His salary was as high as $600,000 in 2016, but you wouldn't know it from his lifestyle: The offensive lineman, who drives a used Nissan Versa that he bought for $9,000, chose to live on less than $25,000 a year.
That means Urschel was living off of just 4 percent of his salary in 2016. In other words, he was saving about 96 percent of what he made.
He didn't live on a modest $25,000 a year and drive a used car "because I'm frugal or trying to save for some big purchase," Urschel said. "It's because the things I love the most in this world (reading math, doing research, playing chess) are very, very inexpensive."
Urschel, who is currently pursuing his doctorate at MIT, chooses to spend on what makes him happy and not waste money on things that aren't important to him.
It's a popular strategy among super savers: Figure out exactly what you need and want, and cut out everything else.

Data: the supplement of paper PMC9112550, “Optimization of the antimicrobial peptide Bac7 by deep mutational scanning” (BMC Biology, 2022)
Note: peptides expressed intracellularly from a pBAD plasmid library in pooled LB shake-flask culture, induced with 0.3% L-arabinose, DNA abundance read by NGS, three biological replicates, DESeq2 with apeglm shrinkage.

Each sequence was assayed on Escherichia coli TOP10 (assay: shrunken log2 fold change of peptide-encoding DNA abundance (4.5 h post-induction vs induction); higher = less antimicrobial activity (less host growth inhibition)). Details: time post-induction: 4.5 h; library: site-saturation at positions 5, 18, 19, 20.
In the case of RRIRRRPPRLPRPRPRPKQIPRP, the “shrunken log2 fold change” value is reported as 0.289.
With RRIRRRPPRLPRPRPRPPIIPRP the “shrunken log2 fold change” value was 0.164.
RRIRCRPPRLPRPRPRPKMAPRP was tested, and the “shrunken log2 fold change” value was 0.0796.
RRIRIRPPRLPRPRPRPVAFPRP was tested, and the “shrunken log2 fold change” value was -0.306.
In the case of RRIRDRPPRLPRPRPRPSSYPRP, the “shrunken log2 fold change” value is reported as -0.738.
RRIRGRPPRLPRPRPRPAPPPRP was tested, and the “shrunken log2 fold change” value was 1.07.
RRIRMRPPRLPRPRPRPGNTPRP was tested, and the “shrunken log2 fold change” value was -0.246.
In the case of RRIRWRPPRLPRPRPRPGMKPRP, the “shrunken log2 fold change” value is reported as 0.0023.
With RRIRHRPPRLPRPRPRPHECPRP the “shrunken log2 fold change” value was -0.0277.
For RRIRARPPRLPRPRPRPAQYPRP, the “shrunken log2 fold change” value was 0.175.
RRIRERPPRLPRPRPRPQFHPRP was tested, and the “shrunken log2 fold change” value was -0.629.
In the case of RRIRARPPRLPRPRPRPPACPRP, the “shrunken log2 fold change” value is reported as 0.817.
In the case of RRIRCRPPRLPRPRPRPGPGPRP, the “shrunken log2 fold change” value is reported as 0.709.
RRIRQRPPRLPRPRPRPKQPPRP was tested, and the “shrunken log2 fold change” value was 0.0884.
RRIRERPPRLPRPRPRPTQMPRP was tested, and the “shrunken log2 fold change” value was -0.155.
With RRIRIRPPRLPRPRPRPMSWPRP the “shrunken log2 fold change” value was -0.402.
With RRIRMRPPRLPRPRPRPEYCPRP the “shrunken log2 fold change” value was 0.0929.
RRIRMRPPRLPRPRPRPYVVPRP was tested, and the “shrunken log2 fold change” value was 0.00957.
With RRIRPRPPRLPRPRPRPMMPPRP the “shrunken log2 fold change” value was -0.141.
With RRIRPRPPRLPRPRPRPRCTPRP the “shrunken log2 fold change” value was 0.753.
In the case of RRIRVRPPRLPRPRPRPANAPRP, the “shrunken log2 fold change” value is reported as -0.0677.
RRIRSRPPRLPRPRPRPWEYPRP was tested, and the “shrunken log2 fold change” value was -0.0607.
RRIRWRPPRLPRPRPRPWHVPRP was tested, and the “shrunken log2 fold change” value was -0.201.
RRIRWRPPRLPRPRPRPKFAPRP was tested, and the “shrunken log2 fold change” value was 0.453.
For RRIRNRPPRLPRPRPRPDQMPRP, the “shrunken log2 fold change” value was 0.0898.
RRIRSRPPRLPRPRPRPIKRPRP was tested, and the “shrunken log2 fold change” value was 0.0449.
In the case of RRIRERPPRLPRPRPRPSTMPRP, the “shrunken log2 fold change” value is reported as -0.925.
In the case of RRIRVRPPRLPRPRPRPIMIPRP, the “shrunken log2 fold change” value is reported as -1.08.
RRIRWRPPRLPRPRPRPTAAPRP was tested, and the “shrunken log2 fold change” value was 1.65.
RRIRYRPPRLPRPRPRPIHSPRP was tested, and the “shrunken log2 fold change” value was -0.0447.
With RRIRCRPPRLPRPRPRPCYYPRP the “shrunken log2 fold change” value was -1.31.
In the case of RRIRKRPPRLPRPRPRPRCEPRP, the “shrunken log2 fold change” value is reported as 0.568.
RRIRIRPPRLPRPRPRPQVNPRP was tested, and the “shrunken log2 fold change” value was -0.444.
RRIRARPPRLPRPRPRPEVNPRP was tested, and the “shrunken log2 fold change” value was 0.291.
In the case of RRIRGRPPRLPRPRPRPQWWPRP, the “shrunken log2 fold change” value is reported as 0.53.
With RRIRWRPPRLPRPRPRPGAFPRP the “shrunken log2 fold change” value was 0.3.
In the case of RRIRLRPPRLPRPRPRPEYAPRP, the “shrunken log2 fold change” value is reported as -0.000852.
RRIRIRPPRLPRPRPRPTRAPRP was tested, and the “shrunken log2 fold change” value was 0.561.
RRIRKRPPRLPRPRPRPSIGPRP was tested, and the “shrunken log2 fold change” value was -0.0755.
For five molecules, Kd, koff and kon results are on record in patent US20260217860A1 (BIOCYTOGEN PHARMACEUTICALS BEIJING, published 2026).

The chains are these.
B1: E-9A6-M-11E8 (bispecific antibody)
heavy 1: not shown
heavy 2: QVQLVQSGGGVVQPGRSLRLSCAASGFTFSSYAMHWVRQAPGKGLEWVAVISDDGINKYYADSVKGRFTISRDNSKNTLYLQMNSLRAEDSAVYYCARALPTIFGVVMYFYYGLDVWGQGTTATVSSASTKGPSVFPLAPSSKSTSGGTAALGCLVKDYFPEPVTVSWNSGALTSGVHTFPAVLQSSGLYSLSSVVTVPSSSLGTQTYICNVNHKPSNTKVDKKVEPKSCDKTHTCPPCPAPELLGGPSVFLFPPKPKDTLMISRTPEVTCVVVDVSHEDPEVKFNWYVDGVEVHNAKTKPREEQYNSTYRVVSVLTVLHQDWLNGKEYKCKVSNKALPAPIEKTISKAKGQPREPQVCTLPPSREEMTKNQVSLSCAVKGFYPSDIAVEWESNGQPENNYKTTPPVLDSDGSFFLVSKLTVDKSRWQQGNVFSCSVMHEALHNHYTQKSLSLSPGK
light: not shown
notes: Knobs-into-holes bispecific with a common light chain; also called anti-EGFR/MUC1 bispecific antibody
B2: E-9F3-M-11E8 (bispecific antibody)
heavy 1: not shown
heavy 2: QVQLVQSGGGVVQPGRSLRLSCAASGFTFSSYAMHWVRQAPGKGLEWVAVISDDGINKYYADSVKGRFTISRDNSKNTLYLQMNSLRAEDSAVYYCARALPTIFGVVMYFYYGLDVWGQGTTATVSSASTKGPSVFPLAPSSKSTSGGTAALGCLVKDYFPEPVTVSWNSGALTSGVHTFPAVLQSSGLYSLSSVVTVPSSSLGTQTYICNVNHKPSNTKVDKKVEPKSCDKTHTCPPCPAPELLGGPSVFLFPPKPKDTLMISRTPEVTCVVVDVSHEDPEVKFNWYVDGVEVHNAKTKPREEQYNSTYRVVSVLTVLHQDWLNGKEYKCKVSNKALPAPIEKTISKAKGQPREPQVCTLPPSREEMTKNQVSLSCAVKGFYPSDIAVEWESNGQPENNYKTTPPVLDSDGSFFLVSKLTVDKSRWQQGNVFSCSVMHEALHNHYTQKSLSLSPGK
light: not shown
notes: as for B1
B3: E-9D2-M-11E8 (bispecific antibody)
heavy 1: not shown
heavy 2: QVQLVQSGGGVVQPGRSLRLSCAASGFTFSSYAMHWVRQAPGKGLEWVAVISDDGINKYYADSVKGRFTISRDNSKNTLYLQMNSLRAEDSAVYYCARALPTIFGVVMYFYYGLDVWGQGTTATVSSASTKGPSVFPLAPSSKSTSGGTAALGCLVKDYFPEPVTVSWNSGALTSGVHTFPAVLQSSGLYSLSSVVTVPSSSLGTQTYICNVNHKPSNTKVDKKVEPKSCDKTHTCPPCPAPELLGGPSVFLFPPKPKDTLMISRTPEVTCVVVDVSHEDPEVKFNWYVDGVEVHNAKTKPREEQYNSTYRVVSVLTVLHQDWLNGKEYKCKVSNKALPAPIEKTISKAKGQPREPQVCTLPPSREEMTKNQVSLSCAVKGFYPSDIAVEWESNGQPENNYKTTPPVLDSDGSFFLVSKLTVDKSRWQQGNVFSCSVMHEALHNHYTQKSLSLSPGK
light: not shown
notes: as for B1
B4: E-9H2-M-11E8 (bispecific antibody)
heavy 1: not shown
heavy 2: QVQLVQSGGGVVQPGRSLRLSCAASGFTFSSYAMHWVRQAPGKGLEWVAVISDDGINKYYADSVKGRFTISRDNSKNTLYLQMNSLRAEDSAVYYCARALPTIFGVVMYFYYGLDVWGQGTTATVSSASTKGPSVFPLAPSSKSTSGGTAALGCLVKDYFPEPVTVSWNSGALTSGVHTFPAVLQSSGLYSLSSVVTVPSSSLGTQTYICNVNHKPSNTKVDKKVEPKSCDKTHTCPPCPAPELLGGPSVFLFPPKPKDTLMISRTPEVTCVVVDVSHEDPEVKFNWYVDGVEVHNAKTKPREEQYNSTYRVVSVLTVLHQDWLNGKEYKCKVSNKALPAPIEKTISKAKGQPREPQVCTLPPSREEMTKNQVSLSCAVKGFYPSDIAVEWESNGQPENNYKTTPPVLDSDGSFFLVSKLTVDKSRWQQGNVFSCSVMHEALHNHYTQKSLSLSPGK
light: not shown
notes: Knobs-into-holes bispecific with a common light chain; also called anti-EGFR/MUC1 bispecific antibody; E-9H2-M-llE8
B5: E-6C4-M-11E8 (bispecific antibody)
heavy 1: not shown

"Question the things you're spending your money on," says one money blogger, "The Money Wizard," who saves more than 60 percent of his income and plans to retire by age 37. "Question whether or not they're going to actually bring you happiness.
"Is a car that costs $30,000 really going to make you that much happier than a car that costs $20,000? Or would you be happier saving that money so you can one day be financially free?"
Thinking through your purchases will help you refrain from shelling out more than you should to "keep up with the Joneses," he says: "Just because your friends enjoy spending lavishly on clothes, doesn't mean that's for you. ... Don't waste money on things that aren't important to you."
Luckily for Urschel, those things happen to be very low-cost.
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